From these entwined manifestations of doubling in Bradley’s work emerges an overall sensibility of lamentation, whereby the incipient mobility and transience of the image around 2005 is met with the futile desire to preserve and retain. What the work effectively and affectively demonstrates is that every attempt to record, capture, and preserve the stars through an image in order to get closer, bears the threat of an even further blurring out and distance from the icon. This conundrum is aptly articulated in a plea that Bradley has used as a title for two of his other works: ‘Don’t let me disappear’, taken from a line by Holden Caulfield in J. D. Salinger’s cult novel The Catcher in the Rye; it was first used as the title for an artist book of Bradley’s photographs published in 2003, and more recently in 2012 as the title of a solo exhibition at Team Gallery in New York, consisting of a single video of that very title. Here Bradley’s Doppelgänger Brock is featured as a kind of contemporary iteration of Caulfield: a deeply alienated character aimlessly wandering the streets of New York, observing and touching the built environment and the crowds of the city, yet without engaging persons or things. Neither absorbed into the crowd, nor fully standing out from it, Brock once again impersonates the intermediary between presence and absence, appearance and disappearance.
‘In any case, there’s no longer such a thing as a copy.’ So wrote artist Seth Price in his text ‘Was ist los’ (2005), offhandedly yet efficiently trumping both material and conceptual art practices modelled on the double. Faced with the amplified mobility of images across platforms and formats, Price neither proclaims the restricted reproduction implied in doubling, nor the retention of images on the move. As demonstrated in his work Hostage Video Still With Time Stamp (2005-), he instead offers a model for art production and image reproduction that can best be described as that of diffusion.
The departure point for Hostage Video Still with Time Stamp is a jpeg image of the decapitated head of American Jewish businessman Nicholas Berg, who was executed by al-Qaeda in 2004. It is taken from a Jihadist propaganda video released on the internet shortly after Berg’s body was found. By starting off from a jpeg file, Price’s work makes the image transience wedded to mobility a fundamental structure in his work. Like the analog video formats evoked by Bradley, the digital jpeg is from the outset a lossy format that prioritises the reduction of file size for easy storage and circulation over high resolution. Through compression, the jpeg balances ‘precision and detail, which entails huge and slow files, against the need to save time and space via the elimination of redundant data and data that is not detectable to the human eye’. In the vernacular language of digital visual culture, jpeg compression has come to testify to the new order of digital storage and dissemination, as pointed out by Ingrid Hoelzl and Remi Marie. Price exploits the jpeg format’s inherent transaction between access and quality further, as he runs the already compressed image through multiple cycles of downloading, uploading, resizing, and scaling. In doing so, he brings the pixilation associated with web images to the forefront of the work. Like Bradley, Price in short deliberately subjects an already degraded image to a process that furthers its deresolution.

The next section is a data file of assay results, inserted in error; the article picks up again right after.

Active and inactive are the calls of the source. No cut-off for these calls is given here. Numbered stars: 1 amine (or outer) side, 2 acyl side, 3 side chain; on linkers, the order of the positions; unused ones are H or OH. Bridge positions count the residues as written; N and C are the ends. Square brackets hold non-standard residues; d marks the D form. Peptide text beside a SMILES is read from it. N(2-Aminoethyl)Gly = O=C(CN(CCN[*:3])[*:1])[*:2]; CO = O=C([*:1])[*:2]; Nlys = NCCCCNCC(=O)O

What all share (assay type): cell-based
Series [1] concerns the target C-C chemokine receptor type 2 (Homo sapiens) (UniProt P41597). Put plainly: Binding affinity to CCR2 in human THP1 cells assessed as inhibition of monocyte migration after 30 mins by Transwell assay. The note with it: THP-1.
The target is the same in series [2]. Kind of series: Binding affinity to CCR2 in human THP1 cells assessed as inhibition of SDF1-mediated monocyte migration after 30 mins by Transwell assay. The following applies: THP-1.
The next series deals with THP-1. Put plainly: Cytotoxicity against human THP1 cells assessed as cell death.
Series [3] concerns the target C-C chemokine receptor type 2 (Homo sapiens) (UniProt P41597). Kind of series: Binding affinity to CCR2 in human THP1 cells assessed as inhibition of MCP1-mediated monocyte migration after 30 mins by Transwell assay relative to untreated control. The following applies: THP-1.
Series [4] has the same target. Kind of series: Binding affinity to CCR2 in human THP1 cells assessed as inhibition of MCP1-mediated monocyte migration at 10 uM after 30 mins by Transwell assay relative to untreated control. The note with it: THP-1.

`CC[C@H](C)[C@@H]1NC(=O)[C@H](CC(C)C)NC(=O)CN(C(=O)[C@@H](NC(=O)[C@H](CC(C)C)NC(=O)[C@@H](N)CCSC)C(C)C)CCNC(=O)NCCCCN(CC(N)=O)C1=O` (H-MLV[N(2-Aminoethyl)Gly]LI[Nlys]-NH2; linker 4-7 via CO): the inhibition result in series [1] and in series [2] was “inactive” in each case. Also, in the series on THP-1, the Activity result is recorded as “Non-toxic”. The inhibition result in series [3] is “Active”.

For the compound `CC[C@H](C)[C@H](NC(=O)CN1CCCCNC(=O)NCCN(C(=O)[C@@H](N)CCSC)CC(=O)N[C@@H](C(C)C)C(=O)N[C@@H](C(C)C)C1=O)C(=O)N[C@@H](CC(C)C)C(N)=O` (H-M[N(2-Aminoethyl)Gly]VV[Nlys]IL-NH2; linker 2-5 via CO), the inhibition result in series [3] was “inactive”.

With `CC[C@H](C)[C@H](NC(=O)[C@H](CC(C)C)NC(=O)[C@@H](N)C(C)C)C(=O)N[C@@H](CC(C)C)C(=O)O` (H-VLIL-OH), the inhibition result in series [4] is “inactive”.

Heavily pixilated and abstracted, in Hostage Video Still with Time Stamp, the resulting image is screen-printed in jet black on a clear polyester film, known as Mylar. Price himself has described the material as one ‘which folded, crumpled, and slumped’. The polyester roll may, according to Price’s instructions, be reinstalled in any configuration using the various existing eyelets, with the precondition that it is mounted to be topographically distorted. From no vantage point should it be legible as a flat picture. Such a crumbling necessarily intensifies the already compromised legibility of the degraded image and gives it a spatial and physical manifestation. Yet, this is not necessarily thereby an attempt to restore a lost materiality to an immaterial image. Instead, it can be seen as ‘spatial metaphor for the ostensibly “immaterial” traffic of images online’, as Joselit writes of this work, as ‘though successive screen views had piled up continuously like a disorderly comic strip rather than being constantly “refreshed”’. Moreover, Price’s instruction that the work can take on any configuration also serves to inscribe a fundamental instability of spatial and visual form – formlessness, as Bourriaud would have it – into the very structure of the work, now at the level of the otherwise ‘durable’ and stable material of polyester film.